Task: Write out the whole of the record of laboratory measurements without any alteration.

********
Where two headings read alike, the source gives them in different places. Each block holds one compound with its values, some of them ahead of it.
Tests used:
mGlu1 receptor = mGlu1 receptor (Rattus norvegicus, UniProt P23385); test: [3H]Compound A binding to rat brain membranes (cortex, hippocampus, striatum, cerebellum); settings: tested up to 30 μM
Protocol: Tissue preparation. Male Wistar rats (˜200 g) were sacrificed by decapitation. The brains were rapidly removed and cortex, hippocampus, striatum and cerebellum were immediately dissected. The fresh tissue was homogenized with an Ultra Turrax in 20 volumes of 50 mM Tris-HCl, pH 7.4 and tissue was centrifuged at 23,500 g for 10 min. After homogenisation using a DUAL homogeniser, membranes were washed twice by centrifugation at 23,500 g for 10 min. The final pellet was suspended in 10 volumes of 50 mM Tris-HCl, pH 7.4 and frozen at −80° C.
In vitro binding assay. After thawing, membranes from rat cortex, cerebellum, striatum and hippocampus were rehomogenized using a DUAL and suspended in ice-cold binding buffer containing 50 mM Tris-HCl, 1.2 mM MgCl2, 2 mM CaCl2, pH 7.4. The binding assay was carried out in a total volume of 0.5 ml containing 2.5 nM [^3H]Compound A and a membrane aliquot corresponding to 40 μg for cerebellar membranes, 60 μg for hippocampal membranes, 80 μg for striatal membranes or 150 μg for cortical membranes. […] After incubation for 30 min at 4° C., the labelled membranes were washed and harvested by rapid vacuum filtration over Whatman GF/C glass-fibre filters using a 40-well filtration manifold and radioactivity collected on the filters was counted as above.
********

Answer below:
Where two headings read alike, the source gives them in different places. Each block holds one compound with its values, some of them ahead of it.
Tests used:
mGlu1 receptor = mGlu1 receptor (Rattus norvegicus, UniProt P23385); test: [3H]Compound A binding to rat brain membranes (cortex, hippocampus, striatum, cerebellum); settings: tested up to 30 μM
Protocol: Tissue preparation. Male Wistar rats (˜200 g) were sacrificed by decapitation. The brains were rapidly removed and cortex, hippocampus, striatum and cerebellum were immediately dissected. The fresh tissue was homogenized with an Ultra Turrax in 20 volumes of 50 mM Tris-HCl, pH 7.4 and tissue was centrifuged at 23,500 g for 10 min. After homogenisation using a DUAL homogeniser, membranes were washed twice by centrifugation at 23,500 g for 10 min. The final pellet was suspended in 10 volumes of 50 mM Tris-HCl, pH 7.4 and frozen at −80° C.
In vitro binding assay. After thawing, membranes from rat cortex, cerebellum, striatum and hippocampus were rehomogenized using a DUAL and suspended in ice-cold binding buffer containing 50 mM Tris-HCl, 1.2 mM MgCl2, 2 mM CaCl2, pH 7.4. The binding assay was carried out in a total volume of 0.5 ml containing 2.5 nM [^3H]Compound A and a membrane aliquot corresponding to 40 μg for cerebellar membranes, 60 μg for hippocampal membranes, 80 μg for striatal membranes or 150 μg for cortical membranes. […] After incubation for 30 min at 4° C., the labelled membranes were washed and harvested by rapid vacuum filtration over Whatman GF/C glass-fibre filters using a 40-well filtration manifold and radioactivity collected on the filters was counted as above.